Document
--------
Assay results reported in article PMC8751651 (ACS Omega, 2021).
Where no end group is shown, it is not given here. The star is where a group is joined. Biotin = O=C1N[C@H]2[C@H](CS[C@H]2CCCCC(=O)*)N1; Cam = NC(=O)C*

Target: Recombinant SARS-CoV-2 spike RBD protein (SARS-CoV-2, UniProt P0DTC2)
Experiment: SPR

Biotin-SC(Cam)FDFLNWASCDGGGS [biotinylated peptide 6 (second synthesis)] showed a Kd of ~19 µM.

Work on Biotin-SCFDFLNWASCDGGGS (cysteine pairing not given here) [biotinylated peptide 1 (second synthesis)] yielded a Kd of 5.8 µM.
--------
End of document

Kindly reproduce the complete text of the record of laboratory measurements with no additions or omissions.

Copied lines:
Assay results reported in article PMC8751651 (ACS Omega, 2021).
Where no end group is shown, it is not given here. The star is where a group is joined. Biotin = O=C1N[C@H]2[C@H](CS[C@H]2CCCCC(=O)*)N1; Cam = NC(=O)C*

Target: Recombinant SARS-CoV-2 spike RBD protein (SARS-CoV-2, UniProt P0DTC2)
Experiment: SPR

Biotin-SC(Cam)FDFLNWASCDGGGS [biotinylated peptide 6 (second synthesis)] showed a Kd of ~19 µM.

Work on Biotin-SCFDFLNWASCDGGGS (cysteine pairing not given here) [biotinylated peptide 1 (second synthesis)] yielded a Kd of 5.8 µM.